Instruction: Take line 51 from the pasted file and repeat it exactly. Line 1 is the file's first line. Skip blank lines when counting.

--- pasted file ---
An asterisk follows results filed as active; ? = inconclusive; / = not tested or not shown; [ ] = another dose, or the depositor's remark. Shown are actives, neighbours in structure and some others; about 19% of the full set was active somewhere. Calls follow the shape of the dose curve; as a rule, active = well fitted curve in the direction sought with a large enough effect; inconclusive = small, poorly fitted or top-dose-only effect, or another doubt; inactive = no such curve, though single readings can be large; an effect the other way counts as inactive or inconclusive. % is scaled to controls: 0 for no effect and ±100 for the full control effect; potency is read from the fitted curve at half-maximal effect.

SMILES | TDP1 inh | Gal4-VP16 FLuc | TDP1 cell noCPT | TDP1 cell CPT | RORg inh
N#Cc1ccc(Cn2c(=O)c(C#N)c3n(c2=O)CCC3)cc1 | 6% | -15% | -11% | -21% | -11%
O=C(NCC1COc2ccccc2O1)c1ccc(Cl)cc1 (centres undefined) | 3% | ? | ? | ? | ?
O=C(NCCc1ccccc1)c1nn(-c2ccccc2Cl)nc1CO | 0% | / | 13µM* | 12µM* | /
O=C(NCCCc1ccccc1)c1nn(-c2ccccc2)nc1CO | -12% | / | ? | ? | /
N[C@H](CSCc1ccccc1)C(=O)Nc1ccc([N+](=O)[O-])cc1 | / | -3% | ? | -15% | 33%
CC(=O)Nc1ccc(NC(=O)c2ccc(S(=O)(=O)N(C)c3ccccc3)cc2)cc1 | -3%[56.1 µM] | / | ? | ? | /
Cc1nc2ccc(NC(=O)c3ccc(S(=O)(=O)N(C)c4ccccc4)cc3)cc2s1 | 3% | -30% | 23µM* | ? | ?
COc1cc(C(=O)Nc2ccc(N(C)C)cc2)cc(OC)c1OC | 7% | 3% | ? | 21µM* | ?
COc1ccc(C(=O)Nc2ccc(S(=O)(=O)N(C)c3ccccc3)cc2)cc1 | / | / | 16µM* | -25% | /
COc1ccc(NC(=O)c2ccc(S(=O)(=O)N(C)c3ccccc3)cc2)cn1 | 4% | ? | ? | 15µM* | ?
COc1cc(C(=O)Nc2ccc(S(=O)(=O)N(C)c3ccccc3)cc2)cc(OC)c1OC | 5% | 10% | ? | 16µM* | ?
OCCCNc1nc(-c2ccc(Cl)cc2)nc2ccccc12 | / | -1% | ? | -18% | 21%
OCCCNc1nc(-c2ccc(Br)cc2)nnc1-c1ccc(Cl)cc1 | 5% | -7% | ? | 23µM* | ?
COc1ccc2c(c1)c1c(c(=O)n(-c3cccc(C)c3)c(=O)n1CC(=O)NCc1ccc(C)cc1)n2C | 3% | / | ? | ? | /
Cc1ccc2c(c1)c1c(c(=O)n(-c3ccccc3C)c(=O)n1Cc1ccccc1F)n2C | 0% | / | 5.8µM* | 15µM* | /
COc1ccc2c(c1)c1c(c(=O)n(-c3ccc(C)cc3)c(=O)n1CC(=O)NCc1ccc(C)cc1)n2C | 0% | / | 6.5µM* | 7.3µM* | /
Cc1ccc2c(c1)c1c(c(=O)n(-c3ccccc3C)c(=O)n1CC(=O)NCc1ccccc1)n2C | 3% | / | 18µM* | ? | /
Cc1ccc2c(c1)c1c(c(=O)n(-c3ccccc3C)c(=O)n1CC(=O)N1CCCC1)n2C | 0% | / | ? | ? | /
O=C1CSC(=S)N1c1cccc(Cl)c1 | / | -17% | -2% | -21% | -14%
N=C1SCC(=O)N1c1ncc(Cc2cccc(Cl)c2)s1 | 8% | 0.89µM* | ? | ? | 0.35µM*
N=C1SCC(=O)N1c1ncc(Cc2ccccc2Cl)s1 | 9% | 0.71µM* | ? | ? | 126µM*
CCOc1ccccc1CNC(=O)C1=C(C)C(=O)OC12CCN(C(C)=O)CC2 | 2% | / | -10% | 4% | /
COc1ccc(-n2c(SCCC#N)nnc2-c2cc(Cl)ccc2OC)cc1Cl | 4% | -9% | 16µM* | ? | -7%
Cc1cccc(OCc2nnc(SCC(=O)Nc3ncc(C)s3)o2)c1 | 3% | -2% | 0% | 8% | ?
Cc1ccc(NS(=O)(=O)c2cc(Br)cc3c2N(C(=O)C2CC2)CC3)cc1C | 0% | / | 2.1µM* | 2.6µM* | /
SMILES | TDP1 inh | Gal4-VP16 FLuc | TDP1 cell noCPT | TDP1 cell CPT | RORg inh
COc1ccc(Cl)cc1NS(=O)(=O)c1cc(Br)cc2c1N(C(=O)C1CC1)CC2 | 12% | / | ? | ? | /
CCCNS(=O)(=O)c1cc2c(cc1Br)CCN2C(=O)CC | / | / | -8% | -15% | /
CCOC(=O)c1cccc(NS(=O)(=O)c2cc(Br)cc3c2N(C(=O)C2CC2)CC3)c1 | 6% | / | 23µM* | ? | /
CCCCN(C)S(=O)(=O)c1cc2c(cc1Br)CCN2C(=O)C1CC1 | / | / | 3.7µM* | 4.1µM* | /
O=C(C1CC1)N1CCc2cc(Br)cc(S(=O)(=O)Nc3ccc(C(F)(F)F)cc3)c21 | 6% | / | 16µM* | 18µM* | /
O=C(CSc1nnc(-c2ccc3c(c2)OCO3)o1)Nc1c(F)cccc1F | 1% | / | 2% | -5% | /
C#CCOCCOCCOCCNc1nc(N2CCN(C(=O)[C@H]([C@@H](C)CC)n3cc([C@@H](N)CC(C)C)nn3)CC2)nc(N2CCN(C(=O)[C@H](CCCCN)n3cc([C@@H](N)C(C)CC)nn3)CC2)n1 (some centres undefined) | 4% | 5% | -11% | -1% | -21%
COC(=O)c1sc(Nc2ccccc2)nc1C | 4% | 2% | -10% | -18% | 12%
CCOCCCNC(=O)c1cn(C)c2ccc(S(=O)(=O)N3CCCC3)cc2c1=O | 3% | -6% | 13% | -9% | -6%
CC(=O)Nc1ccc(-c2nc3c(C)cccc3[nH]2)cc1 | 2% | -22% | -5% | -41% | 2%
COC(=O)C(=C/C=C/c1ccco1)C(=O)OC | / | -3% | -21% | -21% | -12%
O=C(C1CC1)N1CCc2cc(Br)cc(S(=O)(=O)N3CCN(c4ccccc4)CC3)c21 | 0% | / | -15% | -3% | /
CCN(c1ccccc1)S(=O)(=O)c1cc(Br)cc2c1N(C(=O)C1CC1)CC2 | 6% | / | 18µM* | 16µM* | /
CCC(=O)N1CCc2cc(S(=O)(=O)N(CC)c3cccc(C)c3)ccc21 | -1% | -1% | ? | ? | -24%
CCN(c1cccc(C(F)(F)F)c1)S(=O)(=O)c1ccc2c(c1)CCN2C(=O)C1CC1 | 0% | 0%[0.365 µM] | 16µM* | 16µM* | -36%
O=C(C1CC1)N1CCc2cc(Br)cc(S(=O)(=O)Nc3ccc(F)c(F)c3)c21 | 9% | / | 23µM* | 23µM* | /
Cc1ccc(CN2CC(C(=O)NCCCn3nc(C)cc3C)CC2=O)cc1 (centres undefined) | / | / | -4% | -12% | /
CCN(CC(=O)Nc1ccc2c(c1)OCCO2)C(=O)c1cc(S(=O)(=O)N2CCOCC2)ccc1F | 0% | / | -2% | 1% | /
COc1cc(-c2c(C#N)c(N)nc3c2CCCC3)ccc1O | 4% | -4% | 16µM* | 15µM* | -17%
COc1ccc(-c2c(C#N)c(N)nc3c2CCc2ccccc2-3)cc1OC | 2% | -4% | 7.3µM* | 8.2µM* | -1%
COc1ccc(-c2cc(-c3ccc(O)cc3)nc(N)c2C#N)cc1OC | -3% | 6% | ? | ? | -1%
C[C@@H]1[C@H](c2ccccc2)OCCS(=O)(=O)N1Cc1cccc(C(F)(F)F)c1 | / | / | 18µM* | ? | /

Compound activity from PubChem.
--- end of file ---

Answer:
Compound activity from PubChem.